Despite their unusual idea, audiences are very receptive to their show, with people fascinated by the idea of singing and performing in cemeteries. It all begins with volunteer ushers dressed in mourning clothes settling the audience into the space with music performed by guitarist Jamie Clark.

“Narelle and I see this performance as part of a wider project. We want to go on exploring the art of music and death. We think there is a lot of life in our project!” – Leah

“The performance is a frisky mix of stories about funerals, the good ones and the hard ones, the unusual and the sad ones, mixed up with Narelle’s stories about drinking whiskey with old Irish ladies to learn about the traditional rituals of village funerals and my own research on how music and songs create a safe place for our emotions,” Leah explains.

“We sing songs throughout, from traditional Irish folk to emblematic pop songs and finally together we all sing Amazing Grace. By the end of the show, we hope that everyone will feel easier about their own experiences, preferences and plans.

“For these shows in the Anywhere Festival Moreton Bay program, we’ll be weaving in a few elements of local history research about the Lawnton and Samford Cemeteries. We were very lucky to receive Regional Arts Development Funding from the City of Moreton Bay Council to allow us to plan the production and research and write new material.”

It’s hard to imagine finding a cemetery a magical place to perform, but for Leah and Narelle the experience fills them with gratitude.

“These are public spaces and so the people who care for them are giving us all a chance to experience them in a new way - celebrating the many lives known and unknown, all the people who went before us, both remembered and forgotten,” Leah shares. “Being together in the space, we can’t help thinking about what it means to be alive. That’s why the show harks back to that old idea of whistling past the graveyard, holding on to our good luck because the proximity of death strengthens our grip on life. And by the time the audience have settled into the space, there’s so much atmosphere in these places, the sense of being connected to the group, the connections between all the members of the group, feel really strong. That makes performance really satisfying.”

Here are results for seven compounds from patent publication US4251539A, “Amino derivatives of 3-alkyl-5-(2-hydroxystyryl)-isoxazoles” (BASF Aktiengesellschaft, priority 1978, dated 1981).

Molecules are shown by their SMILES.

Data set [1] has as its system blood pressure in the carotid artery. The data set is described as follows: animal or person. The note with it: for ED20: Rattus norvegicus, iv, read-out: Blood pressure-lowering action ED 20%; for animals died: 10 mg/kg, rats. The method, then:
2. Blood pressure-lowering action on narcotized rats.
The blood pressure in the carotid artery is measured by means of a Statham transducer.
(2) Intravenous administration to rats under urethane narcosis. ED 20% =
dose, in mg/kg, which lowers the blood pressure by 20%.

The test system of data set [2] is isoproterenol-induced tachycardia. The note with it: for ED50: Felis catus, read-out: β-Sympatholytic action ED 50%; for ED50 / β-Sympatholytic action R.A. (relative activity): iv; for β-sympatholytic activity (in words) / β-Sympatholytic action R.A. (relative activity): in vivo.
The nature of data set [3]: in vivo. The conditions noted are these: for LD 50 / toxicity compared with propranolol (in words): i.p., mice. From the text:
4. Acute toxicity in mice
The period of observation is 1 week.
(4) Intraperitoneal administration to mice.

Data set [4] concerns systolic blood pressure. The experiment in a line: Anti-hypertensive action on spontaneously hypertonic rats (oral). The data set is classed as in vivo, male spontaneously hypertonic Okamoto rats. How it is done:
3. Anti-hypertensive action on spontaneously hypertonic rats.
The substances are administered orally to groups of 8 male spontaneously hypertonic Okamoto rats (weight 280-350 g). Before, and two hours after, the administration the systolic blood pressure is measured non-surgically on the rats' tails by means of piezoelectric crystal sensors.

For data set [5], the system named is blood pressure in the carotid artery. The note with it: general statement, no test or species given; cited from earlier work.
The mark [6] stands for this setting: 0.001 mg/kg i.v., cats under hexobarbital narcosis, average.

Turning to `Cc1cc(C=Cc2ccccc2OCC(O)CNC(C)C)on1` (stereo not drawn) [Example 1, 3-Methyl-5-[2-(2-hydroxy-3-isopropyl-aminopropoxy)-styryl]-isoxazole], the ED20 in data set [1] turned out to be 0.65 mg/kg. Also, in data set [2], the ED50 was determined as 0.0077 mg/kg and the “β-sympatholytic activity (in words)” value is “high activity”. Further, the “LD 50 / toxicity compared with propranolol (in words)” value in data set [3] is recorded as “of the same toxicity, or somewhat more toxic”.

Leah’s love of singing is deep, having won a talent quest at a young age, she knew it was something that would always be a part of her life. Tying it in with her research was the next natural step.

“In my masters (2015) and my doctoral study (2021) I’ve tried to find a way to talk about the powerful connections that we make through music and singing, connections that mainly operate under the level of our awareness,” Leah says. “When we talk about music as being magical - it’s the magic that I have tried to understand. Music in the funeral ritual has a special power I think. That’s why it’s a natural subject for me to explore.

“Narelle and I see this performance as part of a wider project. We want to go on exploring the art of music and death. We think there is a lot of life in our project!”

Whistling Past the Graveyard is on May 26 at 10.30am at Lawnton Cemetery and 3.30pm at Samford Cemetery. Bookings can be made via

For further information about Anywhere Festival and other performances, visit